Back in 2001, Congress passed legislation that had drastic effects on the estate tax. That year, a decedent could pass up to $675,000 to their heirs tax-free. Any funds in excess of that amount were taxed between 35-55%. Each year after that for the first decade of the new millennium, the tax-free threshold increased in increments, culminating in a tax-free threshold of $3.5 million in 2009.
Then, in 2010, Congress temporarily repealed the estate tax altogether, effective for that year only. At the end of the 2010 session, Congress reinstated the estate tax with a temporary tax-free threshold of $5 million per person, effective through December 31, 2012. As a result of this temporary measure, the vast majority of Americans were, and still are, able to pass the entirety of their estate’s value to their heirs without incurring tax penalties. However, the time in which to take advantage of this expansive tax-free loophole is quickly dwindling.
The consequences could be drastic. A person with a substantial estate (let’s say $3 million) who dies on December 31, 2012 will be able to transfer their entire estate value tax-free. By contrast, someone who has a $3 million estate and dies on January 1, 2013 will have a substantial chunk of their estate wiped out by taxes. On that date, the taxable threshold will fall to $1 million. In the example of our second individual, 2/3 of the estate will therefore be subject to taxation of 35% or more. Our second decedent’s heirs will see substantially less money than our first decedent’s heirs.
This is not to say that people with substantial estates should endeavor to depart this world before the effective date. What it does mean, however, is that someone with a substantial estate who shows no signs of ill health should begin exploring alternative strategies for protecting their estate assets.
A popular option for people in these situations is to create what is called an irrevocable trust. The primary characteristic of an irrevocable trust is that once the trust’s creator transfers the assets into the trust, the creator is effectively unable to withdraw the assets. Instead, the power to withdraw from the trust is wholly that of the beneficiaries.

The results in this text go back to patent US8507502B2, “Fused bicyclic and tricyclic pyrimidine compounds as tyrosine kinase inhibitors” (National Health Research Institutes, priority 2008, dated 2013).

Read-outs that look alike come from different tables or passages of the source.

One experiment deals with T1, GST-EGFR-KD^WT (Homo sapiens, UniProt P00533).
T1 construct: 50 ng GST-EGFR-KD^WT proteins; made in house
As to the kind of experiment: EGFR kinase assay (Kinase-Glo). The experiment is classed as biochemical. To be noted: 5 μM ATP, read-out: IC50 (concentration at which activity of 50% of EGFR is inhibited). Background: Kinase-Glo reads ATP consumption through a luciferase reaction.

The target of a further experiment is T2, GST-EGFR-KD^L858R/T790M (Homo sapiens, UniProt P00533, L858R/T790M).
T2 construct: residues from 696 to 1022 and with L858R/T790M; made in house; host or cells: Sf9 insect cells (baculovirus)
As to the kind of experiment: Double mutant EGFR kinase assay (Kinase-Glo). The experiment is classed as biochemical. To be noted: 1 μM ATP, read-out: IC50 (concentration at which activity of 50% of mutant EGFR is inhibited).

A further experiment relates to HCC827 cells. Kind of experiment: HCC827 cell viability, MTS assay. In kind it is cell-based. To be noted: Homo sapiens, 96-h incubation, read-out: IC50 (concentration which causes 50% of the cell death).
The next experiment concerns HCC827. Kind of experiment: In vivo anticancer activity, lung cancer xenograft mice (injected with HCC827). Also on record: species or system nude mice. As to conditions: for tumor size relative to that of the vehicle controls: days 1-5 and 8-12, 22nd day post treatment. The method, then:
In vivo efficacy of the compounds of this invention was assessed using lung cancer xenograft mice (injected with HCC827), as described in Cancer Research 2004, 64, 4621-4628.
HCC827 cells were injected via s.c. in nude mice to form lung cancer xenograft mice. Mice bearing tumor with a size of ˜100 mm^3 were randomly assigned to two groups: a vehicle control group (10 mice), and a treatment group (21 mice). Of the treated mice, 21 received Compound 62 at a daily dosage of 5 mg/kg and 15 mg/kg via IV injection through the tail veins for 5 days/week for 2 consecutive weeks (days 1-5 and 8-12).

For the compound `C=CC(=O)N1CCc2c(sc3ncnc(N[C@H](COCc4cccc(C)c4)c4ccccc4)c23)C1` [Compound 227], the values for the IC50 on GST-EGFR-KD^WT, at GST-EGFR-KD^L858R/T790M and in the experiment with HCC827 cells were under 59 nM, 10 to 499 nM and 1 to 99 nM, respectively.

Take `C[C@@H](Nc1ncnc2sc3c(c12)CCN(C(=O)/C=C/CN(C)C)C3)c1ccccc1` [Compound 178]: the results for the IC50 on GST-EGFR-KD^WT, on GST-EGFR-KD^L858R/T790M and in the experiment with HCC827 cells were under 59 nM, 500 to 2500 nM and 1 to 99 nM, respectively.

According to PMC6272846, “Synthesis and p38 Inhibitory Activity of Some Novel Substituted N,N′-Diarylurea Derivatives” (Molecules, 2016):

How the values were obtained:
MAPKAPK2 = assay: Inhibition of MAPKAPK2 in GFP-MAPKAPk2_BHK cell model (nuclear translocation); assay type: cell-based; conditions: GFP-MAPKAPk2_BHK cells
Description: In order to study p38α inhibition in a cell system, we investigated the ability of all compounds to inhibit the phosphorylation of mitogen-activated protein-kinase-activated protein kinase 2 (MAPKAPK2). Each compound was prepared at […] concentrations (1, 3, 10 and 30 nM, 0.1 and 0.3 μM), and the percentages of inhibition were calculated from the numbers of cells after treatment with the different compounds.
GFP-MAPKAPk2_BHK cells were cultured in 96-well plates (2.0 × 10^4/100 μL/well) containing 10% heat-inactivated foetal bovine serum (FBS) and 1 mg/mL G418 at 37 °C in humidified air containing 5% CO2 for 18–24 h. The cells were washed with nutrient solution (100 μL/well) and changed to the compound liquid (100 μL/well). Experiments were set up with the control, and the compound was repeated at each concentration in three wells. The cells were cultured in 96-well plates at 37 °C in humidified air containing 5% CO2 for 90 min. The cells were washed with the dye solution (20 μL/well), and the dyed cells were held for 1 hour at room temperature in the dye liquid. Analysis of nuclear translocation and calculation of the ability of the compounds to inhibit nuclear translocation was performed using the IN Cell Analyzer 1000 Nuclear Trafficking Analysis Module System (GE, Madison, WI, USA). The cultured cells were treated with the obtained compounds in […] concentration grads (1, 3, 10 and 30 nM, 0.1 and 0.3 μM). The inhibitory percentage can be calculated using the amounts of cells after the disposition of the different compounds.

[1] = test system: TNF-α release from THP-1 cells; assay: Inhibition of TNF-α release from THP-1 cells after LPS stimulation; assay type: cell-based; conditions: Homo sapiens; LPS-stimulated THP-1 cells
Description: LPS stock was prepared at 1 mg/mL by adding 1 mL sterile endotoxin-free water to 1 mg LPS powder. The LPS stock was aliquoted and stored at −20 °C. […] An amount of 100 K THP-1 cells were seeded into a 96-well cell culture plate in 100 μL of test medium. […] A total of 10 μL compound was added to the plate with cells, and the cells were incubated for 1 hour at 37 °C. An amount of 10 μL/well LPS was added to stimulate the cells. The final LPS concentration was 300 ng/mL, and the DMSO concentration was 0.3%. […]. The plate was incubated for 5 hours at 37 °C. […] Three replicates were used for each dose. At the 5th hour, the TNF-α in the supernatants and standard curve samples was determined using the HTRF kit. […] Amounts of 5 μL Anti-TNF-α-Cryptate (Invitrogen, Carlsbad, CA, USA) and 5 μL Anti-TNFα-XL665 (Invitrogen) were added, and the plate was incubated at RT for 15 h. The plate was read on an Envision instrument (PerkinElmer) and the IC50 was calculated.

The reason irrevocable trusts have become popular options is that they are an effective alternative to protect assets and project who will benefit from the assets. The classic case in which an irrevocable trust would work is for a parent with substantial assets who wishes to devise all of his or her assets equally between his or her children. Instead of all assets beyond the $1 million tax-free threshold being heavily taxed at the decedent’s death, the same assets are protected in a trust, which enjoys considerably more tax protections.
New York estate planners strongly urge all persons to consider the implications of the impending expiration of the current estate tax law. Even if you don’t intend to expire before the end of the year, its expiration could drastically affect your distribution of assets to your loved ones. Consider the aid of a New York estate lawyer, who can help you determine how to take care of your loved ones when you are gone.
New York Probate Attorney Jules M. Haas has helped many clients over the past 30 years resolve issues relating to estate planning, estate accounting and estate settlement in Manhattan and Queens and throughout New York. If you or someone you know has any questions regarding these matters, please contact me at (212) 355-2575 for an initial consultation.